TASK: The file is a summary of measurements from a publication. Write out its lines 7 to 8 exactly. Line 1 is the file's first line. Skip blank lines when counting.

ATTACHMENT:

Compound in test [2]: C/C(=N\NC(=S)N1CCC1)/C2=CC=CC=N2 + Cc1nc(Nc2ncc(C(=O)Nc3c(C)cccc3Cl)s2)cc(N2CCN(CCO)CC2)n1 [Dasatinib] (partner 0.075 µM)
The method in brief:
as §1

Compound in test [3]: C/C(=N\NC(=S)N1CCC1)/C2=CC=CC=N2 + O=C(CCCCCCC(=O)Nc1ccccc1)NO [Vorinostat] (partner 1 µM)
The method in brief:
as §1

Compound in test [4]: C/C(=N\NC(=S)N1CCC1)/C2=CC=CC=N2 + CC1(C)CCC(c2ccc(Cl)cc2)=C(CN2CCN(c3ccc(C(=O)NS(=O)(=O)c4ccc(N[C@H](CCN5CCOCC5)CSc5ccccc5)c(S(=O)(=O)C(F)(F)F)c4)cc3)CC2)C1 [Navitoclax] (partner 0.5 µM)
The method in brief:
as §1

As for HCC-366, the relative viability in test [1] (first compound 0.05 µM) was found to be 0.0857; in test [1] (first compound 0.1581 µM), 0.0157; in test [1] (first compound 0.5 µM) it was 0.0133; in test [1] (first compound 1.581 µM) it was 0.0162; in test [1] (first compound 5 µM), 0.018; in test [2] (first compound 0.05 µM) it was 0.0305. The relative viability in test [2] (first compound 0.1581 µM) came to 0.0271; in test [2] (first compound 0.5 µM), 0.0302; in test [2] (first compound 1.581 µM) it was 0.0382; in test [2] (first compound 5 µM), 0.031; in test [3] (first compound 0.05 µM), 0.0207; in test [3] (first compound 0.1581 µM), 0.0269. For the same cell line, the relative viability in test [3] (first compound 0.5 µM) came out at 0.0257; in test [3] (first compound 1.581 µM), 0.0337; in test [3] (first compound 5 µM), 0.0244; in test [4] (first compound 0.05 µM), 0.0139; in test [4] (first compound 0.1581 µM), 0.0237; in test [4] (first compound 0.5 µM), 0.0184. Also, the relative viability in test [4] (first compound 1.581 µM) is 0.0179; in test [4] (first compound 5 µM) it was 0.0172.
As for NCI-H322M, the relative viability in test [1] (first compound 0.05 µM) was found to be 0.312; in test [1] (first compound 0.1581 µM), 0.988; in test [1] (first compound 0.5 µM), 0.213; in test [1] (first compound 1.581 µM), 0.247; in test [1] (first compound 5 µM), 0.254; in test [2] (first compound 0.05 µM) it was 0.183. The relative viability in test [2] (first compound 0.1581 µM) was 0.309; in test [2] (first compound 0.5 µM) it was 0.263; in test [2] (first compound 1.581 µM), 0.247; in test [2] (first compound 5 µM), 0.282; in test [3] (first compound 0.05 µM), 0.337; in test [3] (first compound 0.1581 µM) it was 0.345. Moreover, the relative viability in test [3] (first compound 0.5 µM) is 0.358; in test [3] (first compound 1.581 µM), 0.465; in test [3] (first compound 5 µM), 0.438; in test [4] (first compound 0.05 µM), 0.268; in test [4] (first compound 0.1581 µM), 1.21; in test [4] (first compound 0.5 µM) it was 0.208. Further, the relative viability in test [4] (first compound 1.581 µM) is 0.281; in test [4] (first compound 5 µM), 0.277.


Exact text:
Compound in test [4]: C/C(=N\NC(=S)N1CCC1)/C2=CC=CC=N2 + CC1(C)CCC(c2ccc(Cl)cc2)=C(CN2CCN(c3ccc(C(=O)NS(=O)(=O)c4ccc(N[C@H](CCN5CCOCC5)CSc5ccccc5)c(S(=O)(=O)C(F)(F)F)c4)cc3)CC2)C1 [Navitoclax] (partner 0.5 µM)
The method in brief: